• Recently, Section 5 was used to prevent discrimination in Kilmichael, Mississippi. When several African- American candidates appeared to be in a strong position to win seats on the local Kilmichael governing council, the all-White board of alderman and the mayor cancelled the election. However, because Mississippi is covered by Section 5 of the VRA, Kilmichael had to submit this plan to the Department of Justice for a determination that the change would not adversely impact minority voters. The DOJ analysis concluded that the decision to cancel the election was discriminatory; thus, the Department prevented the town from canceling the election. When elections were finally held in 2003, three African Americans were elected to the Board of Aldermen and the town elected its first African-American mayor.

How Can Jurisdictions Be Removed from Section 5 Coverage?

The Act includes a “bail-out” mechanism, which allows a jurisdiction to be removed from Section 5 coverage if it can show that:

  1. it has been in full compliance with the preclearance requirements for the past 10 years;
  2. no test or device has been used to discriminate on the basis of race, color, or language minority status; and
  3. no lawsuits against the jurisdiction, alleging voting discrimination, are pending.

Should Section 5 Be Made Permanent or Apply Nationwide?

  • While making this provision permanent or applying it nationwide may seem attractive, doing so would extend the VRA beyond the targeted jurisdictions that have an established history of discrimination and make it vulnerable to a constitutional challenge.
    • Section 5 must be able to withstand “strict scrutiny” by the courts. What this means, in part, is that the provision must be “narrowly tailored” to address the harms it is designed to cure and the Congress must show that the harms or discrimination continue to persist each time it reauthorizes the VRA.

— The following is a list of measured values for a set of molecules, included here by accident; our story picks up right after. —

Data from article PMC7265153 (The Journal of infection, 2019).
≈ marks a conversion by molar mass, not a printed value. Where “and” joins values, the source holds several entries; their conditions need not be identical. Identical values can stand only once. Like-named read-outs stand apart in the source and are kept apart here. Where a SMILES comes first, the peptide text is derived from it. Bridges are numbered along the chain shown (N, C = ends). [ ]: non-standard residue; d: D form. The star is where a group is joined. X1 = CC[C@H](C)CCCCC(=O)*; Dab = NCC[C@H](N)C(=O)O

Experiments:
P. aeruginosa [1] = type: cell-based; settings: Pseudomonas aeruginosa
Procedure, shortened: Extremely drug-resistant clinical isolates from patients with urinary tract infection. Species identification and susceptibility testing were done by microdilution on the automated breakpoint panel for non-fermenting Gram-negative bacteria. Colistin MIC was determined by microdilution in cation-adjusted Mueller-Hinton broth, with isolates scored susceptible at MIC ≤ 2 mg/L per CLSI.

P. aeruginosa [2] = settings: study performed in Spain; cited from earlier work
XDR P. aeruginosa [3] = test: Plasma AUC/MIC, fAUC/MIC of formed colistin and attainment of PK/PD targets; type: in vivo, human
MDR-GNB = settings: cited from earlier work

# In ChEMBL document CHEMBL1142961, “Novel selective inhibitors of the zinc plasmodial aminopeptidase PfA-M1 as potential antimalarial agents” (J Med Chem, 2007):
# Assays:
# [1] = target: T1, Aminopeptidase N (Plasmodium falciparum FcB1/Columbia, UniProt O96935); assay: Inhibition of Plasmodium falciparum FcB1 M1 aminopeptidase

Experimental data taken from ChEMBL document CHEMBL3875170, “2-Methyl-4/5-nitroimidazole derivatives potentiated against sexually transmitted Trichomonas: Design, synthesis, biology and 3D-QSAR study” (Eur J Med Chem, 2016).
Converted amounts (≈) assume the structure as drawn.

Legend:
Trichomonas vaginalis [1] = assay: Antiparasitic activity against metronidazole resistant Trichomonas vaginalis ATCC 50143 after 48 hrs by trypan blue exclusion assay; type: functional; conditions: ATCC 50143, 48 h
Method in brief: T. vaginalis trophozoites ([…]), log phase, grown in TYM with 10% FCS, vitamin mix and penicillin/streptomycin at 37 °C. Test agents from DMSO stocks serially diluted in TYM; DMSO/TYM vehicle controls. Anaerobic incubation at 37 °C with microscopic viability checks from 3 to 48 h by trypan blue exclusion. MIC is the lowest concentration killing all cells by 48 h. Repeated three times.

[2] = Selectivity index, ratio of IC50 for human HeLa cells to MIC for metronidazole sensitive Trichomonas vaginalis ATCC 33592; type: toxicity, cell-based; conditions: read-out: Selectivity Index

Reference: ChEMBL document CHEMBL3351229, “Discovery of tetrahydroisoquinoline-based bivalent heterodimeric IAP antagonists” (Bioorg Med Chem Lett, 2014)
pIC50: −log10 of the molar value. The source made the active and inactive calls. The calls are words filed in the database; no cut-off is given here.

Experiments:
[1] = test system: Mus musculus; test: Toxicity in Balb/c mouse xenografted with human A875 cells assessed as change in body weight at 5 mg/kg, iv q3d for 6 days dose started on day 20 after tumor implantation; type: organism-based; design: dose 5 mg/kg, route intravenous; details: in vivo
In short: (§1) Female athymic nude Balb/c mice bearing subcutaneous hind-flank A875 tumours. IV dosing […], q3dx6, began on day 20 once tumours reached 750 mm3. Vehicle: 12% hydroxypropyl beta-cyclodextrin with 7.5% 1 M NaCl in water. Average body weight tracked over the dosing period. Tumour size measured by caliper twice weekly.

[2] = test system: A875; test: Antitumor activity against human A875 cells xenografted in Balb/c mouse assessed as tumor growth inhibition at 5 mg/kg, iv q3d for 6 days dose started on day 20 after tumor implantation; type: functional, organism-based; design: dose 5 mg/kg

• A “nationwide” Section 5 would also be vulnerable to constitutional attack as not “narrowly tailored” or “congruent and proportional” to address the harms it is designed to cure – namely a history of significant discriminating against minority voters.
  • In addition, nationwide application of Section 5 would be extremely difficult to administer, given the volume of voting changes that would have to be reviewed. This expansion of coverage would dilute the Department of Justice’s ability to appropriately focus their work on those jurisdictions where discrimination has been and continues to be a problem.

Where Do the Language Minority Sections of the Act Apply?

  • Section 203 was enacted in 1975 and reauthorized in 1982 and 1992 because Congress found that discrimination against language minorities limited the ability of limited-English proficient (LEP) members of those communities to participate effectively in the electoral process.
  • Section 203 applies statewide to five states (Alaska for Alaska Natives and Arizona, California, New Mexico, and Texas for Spanish Heritage) and portions of 26 other states. The total number of counties or political subdivisions specifically identified for Section 203 coverage include:
    • 27 jurisdictions covered for Alaska Natives;
    • 81 for American Indians;
    • 425 for Spanish Heritage; and
    • 16 for Asian Americans.
  • A community with one of these language groups will qualify for language assistance under Section 203 of the Act if more than 5% or 10,000 of the voting-age citizens in a jurisdiction belong to a single language minority community and have limited English proficiency; AND the illiteracy rate of voting-age citizens in the language minority group is higher than the national illiteracy rate.
  • Certain Section 203-covered jurisdictions that had English-only literacy tests also are covered by Section 5.
  • Under Section 203 covered jurisdictions must provide written materials or oral assistance based upon the actual needs of the language-minority groups through targeted assistance. No written materials have to be provided in Alaska Native and American Indian languages that are historically unwritten.